Report Ties Parkinson's Drugs to Gambling
Mayo Clinic Doctors Report 11 Cases in Medical Journal
Boehringer Ingelheim's Response continued...
"We didn't see cases of this during the clinical development of the product," says O'Connor.
"There's not yet scientific evidence of a causal effect between a specific product and this behavior," she says.
"I think that the important thing in Parkinson's disease is to remember that it's a terrible condition and people need medication in order to manage their condition," says O'Connor.
"From our perspective, Mirapex has brought significant, meaningful symptom relief to many people with Parkinson's disease. And I think it's important to keep that in mind," she says.
"Our overall sense about this study is that we don't think there's a causal connection between [Requip] and compulsive gambling that was established by this study," Holly Russell, GlaxoSmithKline's product communications director, tells WebMD.
"It's a small, uncontrolled study of 11 patients, some of whom were on concomitant medications, including levodopa," she says.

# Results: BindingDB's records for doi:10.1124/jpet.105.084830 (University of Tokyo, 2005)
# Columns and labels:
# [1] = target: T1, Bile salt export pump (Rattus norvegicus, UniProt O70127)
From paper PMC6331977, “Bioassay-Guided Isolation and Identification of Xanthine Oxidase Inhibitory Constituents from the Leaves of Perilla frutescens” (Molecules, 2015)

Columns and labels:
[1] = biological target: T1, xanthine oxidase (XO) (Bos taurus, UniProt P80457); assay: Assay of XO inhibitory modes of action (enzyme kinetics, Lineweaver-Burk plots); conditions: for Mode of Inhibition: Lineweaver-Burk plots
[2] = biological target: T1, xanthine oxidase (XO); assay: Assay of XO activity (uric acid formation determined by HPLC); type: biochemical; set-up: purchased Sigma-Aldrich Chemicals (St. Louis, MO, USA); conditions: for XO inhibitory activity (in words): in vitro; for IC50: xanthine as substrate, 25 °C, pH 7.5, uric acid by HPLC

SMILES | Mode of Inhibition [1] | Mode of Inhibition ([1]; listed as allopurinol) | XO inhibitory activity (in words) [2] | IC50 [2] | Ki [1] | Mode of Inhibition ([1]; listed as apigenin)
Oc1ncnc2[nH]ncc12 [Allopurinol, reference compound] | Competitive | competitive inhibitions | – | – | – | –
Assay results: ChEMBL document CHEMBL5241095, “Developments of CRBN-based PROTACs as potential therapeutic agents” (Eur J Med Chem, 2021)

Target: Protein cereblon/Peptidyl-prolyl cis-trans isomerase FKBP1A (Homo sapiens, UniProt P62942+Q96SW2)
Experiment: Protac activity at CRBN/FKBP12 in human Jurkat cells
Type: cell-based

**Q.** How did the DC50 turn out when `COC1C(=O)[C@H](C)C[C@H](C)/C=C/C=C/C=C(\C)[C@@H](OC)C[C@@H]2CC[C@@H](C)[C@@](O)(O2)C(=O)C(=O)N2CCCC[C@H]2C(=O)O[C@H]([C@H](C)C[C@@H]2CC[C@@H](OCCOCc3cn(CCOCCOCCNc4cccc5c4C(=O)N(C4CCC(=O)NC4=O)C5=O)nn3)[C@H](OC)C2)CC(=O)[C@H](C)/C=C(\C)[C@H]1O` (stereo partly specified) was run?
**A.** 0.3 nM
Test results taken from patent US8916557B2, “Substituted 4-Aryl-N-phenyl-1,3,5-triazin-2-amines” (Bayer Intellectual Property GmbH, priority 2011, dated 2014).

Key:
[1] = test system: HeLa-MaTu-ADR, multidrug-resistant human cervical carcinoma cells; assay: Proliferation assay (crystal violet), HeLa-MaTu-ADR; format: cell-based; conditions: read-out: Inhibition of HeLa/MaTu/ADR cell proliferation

"Only two patients were on [Requip] -- one with and one without levodopa," says Russell.
"We have looked carefully at our controlled clinical data, and we've looked at the FDA database of reports of adverse events, and at this time, there isn't sufficient evidence to indicate an association [between] compulsive gambling and the use of [Requip]."
Pattern Didn't Include Levodopa
Three of the patients were not treated with another drug, levodopa. It is the most commonly prescribed drug for controlling Parkinson's disease. Levodopa is transported to the nerve cells in the brain that produce dopamine. It is then converted into dopamine for the nerve cells to use as a neurotransmitter.
"None developed new gambling or an increase in gambling while [only taking] levodopa," write the researchers.